Annual EMC Conference | Limits of the Human | March 5, 2010
McCune Conference Room (HSSB 6020), 9:00 AM – 5:00 PM
Cloning, organ farms, the completion of the Human Genome Project, recombinant DNA, cyborgs, artificial intelligence, and other manufactured life forms, all suggest that, depending on one’s point of view, the twenty-first century opens onto a horizon of radical possibilities for the future or cataclysmic end of what is meant by “human.” UCSB’s Early Modern Center Winter Conference, “Limits of the Human,” turns back to the early modern period to ask: before we were posthuman, how did we become human? How and why do early modern representations of hybrids, animals, monsters, anomalies, race, gender, and automata define what is human and separate out what is not? How do those things classified as non-human construct, reflect, or refract humanness? What innovations in technology, botany, labor equipment, law, and mathematical notation helped to calcify the boundaries of the human? How did Cartesian, Newtonian and Leibnizian systems of the world shape the conditions that Michel Foucault argues, “made it possible for the figure of man to appear”? In what ways were the “limits” always permeable, and how did they invite transgression and mutation? The EMC’s one-day interdisciplinary conference provides a forum to explore early modern literary and cultural responses to the issues and questions that helped delineate the limits of being human.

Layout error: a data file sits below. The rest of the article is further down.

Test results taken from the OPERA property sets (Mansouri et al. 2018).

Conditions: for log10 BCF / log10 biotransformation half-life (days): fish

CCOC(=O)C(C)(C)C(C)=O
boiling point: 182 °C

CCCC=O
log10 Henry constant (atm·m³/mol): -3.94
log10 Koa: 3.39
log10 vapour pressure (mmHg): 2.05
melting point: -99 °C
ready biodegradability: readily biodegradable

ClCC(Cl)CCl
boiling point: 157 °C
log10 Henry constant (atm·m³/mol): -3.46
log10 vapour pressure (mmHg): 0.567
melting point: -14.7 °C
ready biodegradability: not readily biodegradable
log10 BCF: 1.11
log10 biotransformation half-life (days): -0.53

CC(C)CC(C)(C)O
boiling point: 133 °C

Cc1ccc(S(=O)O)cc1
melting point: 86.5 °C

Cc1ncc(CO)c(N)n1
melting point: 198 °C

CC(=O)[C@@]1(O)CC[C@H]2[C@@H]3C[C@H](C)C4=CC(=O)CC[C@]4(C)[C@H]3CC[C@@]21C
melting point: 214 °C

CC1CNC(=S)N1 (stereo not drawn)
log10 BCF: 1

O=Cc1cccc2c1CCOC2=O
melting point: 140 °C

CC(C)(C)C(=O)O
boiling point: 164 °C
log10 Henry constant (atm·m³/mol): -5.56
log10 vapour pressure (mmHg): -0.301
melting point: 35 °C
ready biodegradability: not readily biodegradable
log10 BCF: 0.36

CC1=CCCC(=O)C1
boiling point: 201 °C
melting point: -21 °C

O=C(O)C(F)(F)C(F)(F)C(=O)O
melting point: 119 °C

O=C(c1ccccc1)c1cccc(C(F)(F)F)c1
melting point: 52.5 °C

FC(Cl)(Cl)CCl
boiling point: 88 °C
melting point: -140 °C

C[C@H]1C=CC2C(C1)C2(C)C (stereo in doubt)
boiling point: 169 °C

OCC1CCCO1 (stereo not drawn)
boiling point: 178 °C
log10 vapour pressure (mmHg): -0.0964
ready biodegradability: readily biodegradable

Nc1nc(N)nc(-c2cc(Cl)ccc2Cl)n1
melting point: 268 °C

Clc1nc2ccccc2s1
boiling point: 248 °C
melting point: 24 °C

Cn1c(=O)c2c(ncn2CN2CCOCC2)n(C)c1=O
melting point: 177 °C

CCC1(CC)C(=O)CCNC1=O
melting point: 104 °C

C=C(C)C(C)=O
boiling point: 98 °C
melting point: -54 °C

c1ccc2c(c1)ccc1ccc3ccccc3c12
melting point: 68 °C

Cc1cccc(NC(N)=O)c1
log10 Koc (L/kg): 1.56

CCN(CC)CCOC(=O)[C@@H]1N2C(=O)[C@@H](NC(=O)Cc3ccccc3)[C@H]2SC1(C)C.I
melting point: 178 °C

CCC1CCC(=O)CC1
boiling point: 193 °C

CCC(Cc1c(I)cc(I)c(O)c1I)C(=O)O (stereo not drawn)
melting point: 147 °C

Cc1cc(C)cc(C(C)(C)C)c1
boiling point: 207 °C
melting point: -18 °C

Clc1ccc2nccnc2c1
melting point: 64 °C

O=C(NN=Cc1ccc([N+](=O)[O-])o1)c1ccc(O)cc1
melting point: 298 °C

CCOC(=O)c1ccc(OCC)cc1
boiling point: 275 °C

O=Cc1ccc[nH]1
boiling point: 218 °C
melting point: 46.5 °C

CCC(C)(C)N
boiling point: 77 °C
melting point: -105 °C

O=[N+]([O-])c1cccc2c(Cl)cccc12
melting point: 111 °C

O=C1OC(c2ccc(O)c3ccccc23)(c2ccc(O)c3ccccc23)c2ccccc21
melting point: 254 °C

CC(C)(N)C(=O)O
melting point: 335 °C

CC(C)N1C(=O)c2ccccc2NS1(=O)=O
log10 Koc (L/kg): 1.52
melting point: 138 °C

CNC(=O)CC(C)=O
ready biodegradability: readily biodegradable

The conference will consist of panel discussions, as well as keynote talks by Bruce Smith ( Dean’s Professor of English, University of Southern California) and Richard Nash (Professor of English, Indiana University).